A Monster Classic Resume Search

A Monster Classic Resume Search

A Monster Classic Resume Search

However, choosing the right words for a resume is more difficult than it sounds. From a branding perspective, how your resume looks and sounds communicates volumes about who you are and what you do. Although most resumes are written to accomplish just one goal—getting a job— you should think about how the product or service you are selling speaks to the reader. If your resume is a concise sales narrative, it should read like a story.



Lately, Monster has been touting their “Power Resume Search” as a simple and powerful way to source candidates without the need to create complex Boolean strings. All a sourcer or recruiter has to do is populate a few search fields with keywords and, in theory, Monster will provide you with accurate, intelligent results. I decided to make the switch to Monster’s Power Resume Search for a few searches to see if it could out-perform traditional Boolean queries. Obviously, entering keywords is much faster than doing research and formulating a string, but the money is in the results. Will Monster’s Power Search negate the need for Boolean wizardry?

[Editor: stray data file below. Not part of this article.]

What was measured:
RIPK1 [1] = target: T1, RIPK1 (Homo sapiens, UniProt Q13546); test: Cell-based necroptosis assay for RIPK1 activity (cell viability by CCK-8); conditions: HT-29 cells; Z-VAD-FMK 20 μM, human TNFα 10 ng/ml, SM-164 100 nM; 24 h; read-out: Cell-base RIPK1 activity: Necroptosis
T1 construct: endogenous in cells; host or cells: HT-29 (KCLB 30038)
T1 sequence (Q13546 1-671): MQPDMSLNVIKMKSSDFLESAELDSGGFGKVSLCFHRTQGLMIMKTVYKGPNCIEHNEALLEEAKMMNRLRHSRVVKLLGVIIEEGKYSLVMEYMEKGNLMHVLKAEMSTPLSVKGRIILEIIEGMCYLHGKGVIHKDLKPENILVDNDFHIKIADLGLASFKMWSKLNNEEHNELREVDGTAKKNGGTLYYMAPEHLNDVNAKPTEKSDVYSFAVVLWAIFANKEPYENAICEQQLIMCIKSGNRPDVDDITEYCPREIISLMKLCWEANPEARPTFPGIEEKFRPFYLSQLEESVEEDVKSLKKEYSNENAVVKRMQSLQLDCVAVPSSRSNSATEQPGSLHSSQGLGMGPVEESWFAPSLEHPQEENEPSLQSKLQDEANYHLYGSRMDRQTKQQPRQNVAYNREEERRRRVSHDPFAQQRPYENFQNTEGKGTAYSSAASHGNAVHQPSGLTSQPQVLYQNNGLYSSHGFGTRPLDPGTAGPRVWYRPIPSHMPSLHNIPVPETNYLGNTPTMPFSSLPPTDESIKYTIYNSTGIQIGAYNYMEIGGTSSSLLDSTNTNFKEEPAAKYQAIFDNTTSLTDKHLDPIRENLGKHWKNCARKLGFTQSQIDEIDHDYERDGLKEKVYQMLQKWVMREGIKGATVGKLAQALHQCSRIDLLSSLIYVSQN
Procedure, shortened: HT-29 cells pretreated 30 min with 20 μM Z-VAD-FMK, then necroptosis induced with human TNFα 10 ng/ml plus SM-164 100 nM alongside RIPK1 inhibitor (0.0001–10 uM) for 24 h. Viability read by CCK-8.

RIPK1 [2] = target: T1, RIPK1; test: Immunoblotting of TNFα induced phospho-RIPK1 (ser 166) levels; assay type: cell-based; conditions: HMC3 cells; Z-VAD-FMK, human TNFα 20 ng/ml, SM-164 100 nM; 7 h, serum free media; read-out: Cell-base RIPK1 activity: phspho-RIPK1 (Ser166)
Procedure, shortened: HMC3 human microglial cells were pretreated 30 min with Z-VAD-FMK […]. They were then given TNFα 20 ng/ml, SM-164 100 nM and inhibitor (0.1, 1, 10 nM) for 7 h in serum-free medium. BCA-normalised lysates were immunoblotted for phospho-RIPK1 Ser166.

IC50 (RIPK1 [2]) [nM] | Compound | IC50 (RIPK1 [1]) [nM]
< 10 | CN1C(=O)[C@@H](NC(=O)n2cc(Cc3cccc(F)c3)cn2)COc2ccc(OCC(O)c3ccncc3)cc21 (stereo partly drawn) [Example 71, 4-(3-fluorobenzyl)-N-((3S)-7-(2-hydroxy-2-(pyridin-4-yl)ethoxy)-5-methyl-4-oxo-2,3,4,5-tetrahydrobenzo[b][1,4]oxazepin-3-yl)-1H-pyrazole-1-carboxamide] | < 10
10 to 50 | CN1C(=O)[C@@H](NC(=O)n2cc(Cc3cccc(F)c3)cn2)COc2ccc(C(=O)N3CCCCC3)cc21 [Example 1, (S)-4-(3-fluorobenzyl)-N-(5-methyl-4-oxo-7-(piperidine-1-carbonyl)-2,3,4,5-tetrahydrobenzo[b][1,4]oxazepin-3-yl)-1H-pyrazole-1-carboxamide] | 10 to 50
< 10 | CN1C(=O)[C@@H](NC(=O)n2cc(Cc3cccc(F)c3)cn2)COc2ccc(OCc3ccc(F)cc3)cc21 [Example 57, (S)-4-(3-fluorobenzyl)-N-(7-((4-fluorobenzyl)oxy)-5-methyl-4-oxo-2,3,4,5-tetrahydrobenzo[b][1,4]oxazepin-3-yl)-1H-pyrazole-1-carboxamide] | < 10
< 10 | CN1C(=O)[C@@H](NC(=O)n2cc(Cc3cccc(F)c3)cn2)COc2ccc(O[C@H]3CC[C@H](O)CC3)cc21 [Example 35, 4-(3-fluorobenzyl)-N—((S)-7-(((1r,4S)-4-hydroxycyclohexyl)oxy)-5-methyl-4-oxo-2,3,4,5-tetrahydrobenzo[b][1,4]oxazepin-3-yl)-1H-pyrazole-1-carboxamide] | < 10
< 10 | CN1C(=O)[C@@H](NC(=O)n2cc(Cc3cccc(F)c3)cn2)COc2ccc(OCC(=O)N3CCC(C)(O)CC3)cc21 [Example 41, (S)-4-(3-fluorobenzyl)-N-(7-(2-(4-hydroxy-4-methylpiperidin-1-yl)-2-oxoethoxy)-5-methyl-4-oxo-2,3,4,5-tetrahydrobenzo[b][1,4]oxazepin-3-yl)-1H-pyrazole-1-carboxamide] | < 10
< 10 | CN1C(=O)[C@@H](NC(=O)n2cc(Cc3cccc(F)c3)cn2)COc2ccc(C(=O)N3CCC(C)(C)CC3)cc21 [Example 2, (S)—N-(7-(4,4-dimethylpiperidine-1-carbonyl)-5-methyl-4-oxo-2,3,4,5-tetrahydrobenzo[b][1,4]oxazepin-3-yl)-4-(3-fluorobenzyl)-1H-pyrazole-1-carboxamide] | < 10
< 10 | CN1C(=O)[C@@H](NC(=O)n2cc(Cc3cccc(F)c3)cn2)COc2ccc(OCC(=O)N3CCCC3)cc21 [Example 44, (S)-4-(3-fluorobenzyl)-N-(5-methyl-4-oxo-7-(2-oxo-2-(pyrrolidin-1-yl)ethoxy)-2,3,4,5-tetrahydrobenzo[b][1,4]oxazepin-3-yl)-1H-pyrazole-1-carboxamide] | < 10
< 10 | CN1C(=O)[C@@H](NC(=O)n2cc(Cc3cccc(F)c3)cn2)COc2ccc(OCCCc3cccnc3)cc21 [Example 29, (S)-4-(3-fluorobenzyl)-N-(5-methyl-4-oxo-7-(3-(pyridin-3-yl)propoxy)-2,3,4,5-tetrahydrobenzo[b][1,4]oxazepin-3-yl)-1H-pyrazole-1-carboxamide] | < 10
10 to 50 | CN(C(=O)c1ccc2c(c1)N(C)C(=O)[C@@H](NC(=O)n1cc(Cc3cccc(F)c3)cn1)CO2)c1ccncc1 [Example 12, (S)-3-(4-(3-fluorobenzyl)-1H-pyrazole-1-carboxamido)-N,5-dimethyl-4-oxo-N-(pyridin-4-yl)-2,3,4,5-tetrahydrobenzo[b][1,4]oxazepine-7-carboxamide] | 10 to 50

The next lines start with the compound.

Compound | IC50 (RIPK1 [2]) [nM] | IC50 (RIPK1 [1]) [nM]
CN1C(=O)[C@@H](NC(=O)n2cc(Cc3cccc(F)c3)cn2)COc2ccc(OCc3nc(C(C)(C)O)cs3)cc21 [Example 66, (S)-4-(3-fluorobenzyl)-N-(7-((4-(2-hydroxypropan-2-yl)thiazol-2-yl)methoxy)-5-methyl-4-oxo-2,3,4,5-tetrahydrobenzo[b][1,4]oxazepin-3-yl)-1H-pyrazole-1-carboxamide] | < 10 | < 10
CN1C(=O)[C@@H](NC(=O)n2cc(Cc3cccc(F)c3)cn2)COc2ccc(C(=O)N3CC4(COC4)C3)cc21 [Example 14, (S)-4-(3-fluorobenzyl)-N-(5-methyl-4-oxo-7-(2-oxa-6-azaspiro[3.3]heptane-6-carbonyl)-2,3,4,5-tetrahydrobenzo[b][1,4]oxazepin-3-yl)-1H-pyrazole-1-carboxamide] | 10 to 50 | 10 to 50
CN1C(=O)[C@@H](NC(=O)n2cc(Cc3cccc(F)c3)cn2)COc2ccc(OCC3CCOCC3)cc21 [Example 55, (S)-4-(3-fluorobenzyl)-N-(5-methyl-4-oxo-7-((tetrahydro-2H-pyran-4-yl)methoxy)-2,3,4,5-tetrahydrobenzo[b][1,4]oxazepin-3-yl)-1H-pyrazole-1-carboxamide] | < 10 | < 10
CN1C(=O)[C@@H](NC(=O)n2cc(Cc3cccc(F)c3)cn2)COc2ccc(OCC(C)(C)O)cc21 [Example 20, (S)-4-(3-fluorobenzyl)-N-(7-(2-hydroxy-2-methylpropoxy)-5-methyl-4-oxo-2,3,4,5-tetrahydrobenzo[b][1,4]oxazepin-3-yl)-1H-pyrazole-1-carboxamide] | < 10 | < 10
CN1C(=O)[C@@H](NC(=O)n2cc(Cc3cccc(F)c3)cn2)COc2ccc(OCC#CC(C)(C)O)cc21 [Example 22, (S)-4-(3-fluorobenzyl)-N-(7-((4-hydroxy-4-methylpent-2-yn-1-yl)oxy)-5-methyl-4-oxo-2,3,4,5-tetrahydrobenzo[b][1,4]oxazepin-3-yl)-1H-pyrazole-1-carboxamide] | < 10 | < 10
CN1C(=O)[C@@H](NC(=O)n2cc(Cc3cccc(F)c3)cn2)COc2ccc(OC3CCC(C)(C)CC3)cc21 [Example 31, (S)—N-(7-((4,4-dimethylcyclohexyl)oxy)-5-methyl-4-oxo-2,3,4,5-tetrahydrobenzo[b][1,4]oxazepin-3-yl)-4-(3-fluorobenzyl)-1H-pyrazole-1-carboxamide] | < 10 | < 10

The first search I conducted was for a Java developer specializing in Hadoop and distributed systems. With Power Resume Search this is as simple as using “Software Engineer” for a job title, then adding Java and Hadoop as required skills with “distributed applications” as a nice to have skill. Now, being human and having run these searches before, I know there are some technologies I can include in a Boolean string to find candidates with Hadoop experience who may not explicitly say Hadoop. I was extremely curious to see how Monster accounted for this. Had I been running what Monster calls a “Classic Resume Search” I may have had a string like this: (Source: www.sourcecon.com)



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